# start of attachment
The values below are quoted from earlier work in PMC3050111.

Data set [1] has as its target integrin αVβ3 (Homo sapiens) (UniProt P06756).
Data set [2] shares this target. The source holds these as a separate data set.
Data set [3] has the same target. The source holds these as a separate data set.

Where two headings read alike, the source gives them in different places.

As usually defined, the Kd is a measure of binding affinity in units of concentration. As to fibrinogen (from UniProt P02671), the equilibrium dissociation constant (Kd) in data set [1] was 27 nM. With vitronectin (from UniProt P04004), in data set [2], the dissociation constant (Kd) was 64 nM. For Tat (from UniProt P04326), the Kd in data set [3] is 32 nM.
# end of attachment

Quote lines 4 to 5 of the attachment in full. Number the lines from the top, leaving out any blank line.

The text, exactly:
Data set [3] has the same target. The source holds these as a separate data set.

Where two headings read alike, the source gives them in different places.